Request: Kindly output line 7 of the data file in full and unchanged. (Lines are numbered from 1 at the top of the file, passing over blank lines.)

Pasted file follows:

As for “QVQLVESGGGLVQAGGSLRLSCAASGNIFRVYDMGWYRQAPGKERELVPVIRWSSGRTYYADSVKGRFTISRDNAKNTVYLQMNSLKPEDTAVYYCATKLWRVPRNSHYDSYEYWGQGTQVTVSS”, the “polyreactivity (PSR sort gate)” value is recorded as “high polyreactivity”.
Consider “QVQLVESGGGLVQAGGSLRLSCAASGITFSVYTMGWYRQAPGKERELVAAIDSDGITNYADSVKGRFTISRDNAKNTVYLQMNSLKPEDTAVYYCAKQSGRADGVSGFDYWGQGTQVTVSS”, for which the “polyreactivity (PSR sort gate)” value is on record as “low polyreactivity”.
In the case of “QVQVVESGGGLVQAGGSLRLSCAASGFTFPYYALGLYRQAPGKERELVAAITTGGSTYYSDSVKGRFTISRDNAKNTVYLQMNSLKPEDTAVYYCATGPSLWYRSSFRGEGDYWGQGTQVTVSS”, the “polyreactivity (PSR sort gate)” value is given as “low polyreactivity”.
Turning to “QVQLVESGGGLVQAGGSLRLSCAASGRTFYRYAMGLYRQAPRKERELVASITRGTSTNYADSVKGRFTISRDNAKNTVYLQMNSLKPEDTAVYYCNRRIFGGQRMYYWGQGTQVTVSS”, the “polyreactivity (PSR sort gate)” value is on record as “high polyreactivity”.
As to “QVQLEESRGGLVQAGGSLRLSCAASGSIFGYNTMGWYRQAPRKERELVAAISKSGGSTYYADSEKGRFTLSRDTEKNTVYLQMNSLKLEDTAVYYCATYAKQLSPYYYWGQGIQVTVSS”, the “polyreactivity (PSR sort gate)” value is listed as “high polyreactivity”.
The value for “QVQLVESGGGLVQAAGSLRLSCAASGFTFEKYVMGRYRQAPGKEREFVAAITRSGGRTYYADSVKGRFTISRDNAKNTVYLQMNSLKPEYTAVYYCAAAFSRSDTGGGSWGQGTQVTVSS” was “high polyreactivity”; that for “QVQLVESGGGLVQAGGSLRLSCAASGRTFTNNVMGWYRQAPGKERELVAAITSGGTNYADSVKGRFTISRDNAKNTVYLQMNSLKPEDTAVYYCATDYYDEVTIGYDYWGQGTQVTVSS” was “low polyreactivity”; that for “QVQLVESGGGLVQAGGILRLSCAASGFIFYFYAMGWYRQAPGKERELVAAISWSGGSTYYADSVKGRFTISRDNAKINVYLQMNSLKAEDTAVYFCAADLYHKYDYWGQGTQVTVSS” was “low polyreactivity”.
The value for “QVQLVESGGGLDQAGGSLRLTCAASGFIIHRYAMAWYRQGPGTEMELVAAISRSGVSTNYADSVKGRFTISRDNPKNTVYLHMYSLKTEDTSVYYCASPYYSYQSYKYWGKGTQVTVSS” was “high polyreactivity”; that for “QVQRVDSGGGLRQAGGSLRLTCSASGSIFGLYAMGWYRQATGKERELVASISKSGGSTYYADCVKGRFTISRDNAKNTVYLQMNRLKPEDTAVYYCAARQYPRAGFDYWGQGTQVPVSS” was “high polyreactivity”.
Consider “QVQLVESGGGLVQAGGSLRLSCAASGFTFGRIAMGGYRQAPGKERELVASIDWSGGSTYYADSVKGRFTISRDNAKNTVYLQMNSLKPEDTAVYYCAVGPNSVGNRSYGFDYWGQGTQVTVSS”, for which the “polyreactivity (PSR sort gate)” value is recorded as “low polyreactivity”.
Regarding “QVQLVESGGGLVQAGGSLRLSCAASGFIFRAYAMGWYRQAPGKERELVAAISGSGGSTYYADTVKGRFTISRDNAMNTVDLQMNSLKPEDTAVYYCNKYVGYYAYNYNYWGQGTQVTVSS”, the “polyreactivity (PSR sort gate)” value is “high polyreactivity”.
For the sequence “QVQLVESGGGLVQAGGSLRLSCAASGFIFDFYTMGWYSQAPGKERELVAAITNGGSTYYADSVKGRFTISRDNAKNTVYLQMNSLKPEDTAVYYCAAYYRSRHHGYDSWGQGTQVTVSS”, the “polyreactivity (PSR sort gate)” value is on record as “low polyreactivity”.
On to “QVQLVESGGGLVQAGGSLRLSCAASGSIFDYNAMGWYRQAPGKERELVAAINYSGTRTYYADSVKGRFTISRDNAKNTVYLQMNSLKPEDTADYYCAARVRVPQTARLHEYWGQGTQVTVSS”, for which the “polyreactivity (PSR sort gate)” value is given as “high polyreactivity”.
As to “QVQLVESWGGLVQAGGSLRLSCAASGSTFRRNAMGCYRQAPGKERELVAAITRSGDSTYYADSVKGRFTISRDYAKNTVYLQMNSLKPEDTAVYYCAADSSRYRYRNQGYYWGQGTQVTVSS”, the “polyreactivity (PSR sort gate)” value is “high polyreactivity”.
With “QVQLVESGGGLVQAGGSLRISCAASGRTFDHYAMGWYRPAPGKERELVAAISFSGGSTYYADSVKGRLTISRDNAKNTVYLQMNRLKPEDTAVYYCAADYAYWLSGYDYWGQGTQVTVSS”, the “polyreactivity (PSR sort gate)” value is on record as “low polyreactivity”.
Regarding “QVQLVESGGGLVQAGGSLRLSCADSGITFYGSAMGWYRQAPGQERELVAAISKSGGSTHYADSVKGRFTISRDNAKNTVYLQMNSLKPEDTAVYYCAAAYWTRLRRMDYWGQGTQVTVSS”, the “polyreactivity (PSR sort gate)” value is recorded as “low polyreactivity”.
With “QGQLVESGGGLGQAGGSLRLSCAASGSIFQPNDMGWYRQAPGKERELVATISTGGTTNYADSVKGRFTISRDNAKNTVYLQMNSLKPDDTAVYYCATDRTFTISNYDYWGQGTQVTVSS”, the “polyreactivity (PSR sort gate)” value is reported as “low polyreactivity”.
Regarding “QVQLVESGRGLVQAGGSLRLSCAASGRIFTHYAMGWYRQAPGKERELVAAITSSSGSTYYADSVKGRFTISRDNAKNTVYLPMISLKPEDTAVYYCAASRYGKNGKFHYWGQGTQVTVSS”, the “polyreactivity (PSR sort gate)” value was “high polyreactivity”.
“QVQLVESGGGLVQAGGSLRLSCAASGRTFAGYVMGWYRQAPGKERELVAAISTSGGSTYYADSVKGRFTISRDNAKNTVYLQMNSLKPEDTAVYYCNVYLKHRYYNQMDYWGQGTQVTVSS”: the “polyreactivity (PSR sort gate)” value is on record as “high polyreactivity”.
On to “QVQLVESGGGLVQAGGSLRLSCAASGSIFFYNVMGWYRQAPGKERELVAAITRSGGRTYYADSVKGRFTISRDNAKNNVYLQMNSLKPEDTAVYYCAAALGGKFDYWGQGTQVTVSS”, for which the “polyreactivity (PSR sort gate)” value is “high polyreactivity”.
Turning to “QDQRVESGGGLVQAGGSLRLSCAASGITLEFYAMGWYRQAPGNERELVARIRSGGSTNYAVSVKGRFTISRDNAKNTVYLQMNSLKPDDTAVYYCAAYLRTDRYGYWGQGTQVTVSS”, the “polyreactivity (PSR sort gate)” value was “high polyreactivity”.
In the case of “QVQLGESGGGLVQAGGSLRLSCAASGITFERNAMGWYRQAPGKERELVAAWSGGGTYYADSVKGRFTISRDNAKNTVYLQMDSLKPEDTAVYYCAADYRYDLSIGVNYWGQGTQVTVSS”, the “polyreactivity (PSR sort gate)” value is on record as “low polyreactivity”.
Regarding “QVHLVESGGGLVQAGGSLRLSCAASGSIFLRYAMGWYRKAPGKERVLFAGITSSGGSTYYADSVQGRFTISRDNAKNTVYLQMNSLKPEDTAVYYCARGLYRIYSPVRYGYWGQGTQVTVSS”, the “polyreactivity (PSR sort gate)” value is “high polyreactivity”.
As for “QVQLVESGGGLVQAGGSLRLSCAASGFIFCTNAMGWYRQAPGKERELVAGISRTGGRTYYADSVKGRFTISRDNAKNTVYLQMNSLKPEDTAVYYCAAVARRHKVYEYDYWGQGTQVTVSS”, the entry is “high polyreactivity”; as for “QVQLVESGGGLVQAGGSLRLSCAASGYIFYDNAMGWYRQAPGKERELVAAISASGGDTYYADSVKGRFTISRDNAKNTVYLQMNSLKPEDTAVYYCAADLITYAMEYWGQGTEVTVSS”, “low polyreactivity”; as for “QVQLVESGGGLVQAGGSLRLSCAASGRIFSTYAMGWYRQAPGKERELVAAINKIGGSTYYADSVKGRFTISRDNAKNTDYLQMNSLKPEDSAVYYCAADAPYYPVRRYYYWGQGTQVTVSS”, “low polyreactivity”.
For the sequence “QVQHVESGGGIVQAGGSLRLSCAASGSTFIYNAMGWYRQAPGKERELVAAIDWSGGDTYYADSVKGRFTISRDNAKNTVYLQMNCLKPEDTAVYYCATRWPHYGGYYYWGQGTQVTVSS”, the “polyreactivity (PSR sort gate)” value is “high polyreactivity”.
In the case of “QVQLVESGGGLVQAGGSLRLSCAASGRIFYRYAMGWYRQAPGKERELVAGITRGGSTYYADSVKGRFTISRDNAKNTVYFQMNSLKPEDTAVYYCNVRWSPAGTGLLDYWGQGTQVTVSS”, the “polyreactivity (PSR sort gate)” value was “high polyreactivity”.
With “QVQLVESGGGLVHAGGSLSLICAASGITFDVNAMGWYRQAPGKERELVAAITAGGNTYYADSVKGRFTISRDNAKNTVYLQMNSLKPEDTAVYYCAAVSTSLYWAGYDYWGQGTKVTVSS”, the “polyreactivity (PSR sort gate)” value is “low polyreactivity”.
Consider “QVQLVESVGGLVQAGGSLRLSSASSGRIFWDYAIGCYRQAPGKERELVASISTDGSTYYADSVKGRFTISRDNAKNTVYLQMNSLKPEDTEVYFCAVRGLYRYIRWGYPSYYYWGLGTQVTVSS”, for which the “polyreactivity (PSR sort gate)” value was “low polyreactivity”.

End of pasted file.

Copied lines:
The value for “QVQLVESGGGLDQAGGSLRLTCAASGFIIHRYAMAWYRQGPGTEMELVAAISRSGVSTNYADSVKGRFTISRDNPKNTVYLHMYSLKTEDTSVYYCASPYYSYQSYKYWGKGTQVTVSS” was “high polyreactivity”; that for “QVQRVDSGGGLRQAGGSLRLTCSASGSIFGLYAMGWYRQATGKERELVASISKSGGSTYYADCVKGRFTISRDNAKNTVYLQMNRLKPEDTAVYYCAARQYPRAGFDYWGQGTQVPVSS” was “high polyreactivity”.